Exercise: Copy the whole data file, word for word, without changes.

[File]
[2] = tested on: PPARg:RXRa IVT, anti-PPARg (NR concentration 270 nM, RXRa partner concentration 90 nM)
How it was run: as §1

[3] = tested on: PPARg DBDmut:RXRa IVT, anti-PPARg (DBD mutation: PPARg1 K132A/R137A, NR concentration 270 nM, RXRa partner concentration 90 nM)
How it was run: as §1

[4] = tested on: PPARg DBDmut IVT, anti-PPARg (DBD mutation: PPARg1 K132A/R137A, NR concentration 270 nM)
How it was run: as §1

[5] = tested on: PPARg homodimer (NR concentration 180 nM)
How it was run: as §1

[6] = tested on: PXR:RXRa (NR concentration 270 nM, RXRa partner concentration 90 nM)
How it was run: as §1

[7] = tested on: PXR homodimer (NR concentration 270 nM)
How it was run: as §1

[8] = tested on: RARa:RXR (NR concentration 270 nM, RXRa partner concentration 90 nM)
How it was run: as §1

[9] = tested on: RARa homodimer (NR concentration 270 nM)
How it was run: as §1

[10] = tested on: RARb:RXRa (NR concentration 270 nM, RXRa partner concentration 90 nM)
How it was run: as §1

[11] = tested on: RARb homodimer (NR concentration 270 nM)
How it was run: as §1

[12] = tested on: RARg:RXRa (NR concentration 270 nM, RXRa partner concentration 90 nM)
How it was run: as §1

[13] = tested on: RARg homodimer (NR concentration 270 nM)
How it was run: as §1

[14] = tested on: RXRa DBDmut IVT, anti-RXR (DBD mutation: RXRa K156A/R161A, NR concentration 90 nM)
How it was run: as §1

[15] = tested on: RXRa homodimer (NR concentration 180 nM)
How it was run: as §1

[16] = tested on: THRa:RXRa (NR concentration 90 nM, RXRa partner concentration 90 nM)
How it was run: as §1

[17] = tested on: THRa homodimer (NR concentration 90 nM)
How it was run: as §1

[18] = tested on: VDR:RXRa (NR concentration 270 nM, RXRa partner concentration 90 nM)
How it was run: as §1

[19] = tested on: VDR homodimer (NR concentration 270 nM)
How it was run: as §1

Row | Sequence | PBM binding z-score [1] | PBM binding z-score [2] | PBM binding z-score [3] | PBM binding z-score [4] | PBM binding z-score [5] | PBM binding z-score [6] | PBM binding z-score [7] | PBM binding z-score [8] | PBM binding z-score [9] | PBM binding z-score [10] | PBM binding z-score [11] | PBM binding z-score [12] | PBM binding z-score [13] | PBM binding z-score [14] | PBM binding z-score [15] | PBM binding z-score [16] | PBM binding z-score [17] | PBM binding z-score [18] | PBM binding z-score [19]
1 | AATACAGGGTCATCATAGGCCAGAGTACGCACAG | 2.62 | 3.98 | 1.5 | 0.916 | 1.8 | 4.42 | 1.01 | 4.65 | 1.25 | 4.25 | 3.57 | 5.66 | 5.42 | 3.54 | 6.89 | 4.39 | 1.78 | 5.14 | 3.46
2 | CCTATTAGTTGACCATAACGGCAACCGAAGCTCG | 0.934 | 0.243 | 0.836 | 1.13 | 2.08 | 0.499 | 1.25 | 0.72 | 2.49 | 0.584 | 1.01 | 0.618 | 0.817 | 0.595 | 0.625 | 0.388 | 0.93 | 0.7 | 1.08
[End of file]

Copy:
[2] = tested on: PPARg:RXRa IVT, anti-PPARg (NR concentration 270 nM, RXRa partner concentration 90 nM)
How it was run: as §1

[3] = tested on: PPARg DBDmut:RXRa IVT, anti-PPARg (DBD mutation: PPARg1 K132A/R137A, NR concentration 270 nM, RXRa partner concentration 90 nM)
How it was run: as §1

[4] = tested on: PPARg DBDmut IVT, anti-PPARg (DBD mutation: PPARg1 K132A/R137A, NR concentration 270 nM)
How it was run: as §1

[5] = tested on: PPARg homodimer (NR concentration 180 nM)
How it was run: as §1

[6] = tested on: PXR:RXRa (NR concentration 270 nM, RXRa partner concentration 90 nM)
How it was run: as §1

[7] = tested on: PXR homodimer (NR concentration 270 nM)
How it was run: as §1

[8] = tested on: RARa:RXR (NR concentration 270 nM, RXRa partner concentration 90 nM)
How it was run: as §1

[9] = tested on: RARa homodimer (NR concentration 270 nM)
How it was run: as §1

[10] = tested on: RARb:RXRa (NR concentration 270 nM, RXRa partner concentration 90 nM)
How it was run: as §1

[11] = tested on: RARb homodimer (NR concentration 270 nM)
How it was run: as §1

[12] = tested on: RARg:RXRa (NR concentration 270 nM, RXRa partner concentration 90 nM)
How it was run: as §1

[13] = tested on: RARg homodimer (NR concentration 270 nM)
How it was run: as §1

[14] = tested on: RXRa DBDmut IVT, anti-RXR (DBD mutation: RXRa K156A/R161A, NR concentration 90 nM)
How it was run: as §1

[15] = tested on: RXRa homodimer (NR concentration 180 nM)
How it was run: as §1

[16] = tested on: THRa:RXRa (NR concentration 90 nM, RXRa partner concentration 90 nM)
How it was run: as §1

[17] = tested on: THRa homodimer (NR concentration 90 nM)
How it was run: as §1

[18] = tested on: VDR:RXRa (NR concentration 270 nM, RXRa partner concentration 90 nM)
How it was run: as §1

[19] = tested on: VDR homodimer (NR concentration 270 nM)
How it was run: as §1

Row | Sequence | PBM binding z-score [1] | PBM binding z-score [2] | PBM binding z-score [3] | PBM binding z-score [4] | PBM binding z-score [5] | PBM binding z-score [6] | PBM binding z-score [7] | PBM binding z-score [8] | PBM binding z-score [9] | PBM binding z-score [10] | PBM binding z-score [11] | PBM binding z-score [12] | PBM binding z-score [13] | PBM binding z-score [14] | PBM binding z-score [15] | PBM binding z-score [16] | PBM binding z-score [17] | PBM binding z-score [18] | PBM binding z-score [19]
1 | AATACAGGGTCATCATAGGCCAGAGTACGCACAG | 2.62 | 3.98 | 1.5 | 0.916 | 1.8 | 4.42 | 1.01 | 4.65 | 1.25 | 4.25 | 3.57 | 5.66 | 5.42 | 3.54 | 6.89 | 4.39 | 1.78 | 5.14 | 3.46
2 | CCTATTAGTTGACCATAACGGCAACCGAAGCTCG | 0.934 | 0.243 | 0.836 | 1.13 | 2.08 | 0.499 | 1.25 | 0.72 | 2.49 | 0.584 | 1.01 | 0.618 | 0.817 | 0.595 | 0.625 | 0.388 | 0.93 | 0.7 | 1.08